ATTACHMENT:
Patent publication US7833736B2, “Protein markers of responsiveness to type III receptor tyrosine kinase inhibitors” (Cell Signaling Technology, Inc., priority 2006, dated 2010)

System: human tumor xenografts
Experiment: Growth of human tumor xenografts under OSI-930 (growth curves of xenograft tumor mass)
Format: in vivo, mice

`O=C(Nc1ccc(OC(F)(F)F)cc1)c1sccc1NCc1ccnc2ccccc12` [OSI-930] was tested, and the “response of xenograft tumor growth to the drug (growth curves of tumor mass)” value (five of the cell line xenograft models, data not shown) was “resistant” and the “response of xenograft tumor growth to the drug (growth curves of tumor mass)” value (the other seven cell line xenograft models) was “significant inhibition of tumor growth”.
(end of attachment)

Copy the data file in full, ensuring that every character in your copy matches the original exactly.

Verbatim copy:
Patent publication US7833736B2, “Protein markers of responsiveness to type III receptor tyrosine kinase inhibitors” (Cell Signaling Technology, Inc., priority 2006, dated 2010)

System: human tumor xenografts
Experiment: Growth of human tumor xenografts under OSI-930 (growth curves of xenograft tumor mass)
Format: in vivo, mice

`O=C(Nc1ccc(OC(F)(F)F)cc1)c1sccc1NCc1ccnc2ccccc12` [OSI-930] was tested, and the “response of xenograft tumor growth to the drug (growth curves of tumor mass)” value (five of the cell line xenograft models, data not shown) was “resistant” and the “response of xenograft tumor growth to the drug (growth curves of tumor mass)” value (the other seven cell line xenograft models) was “significant inhibition of tumor growth”.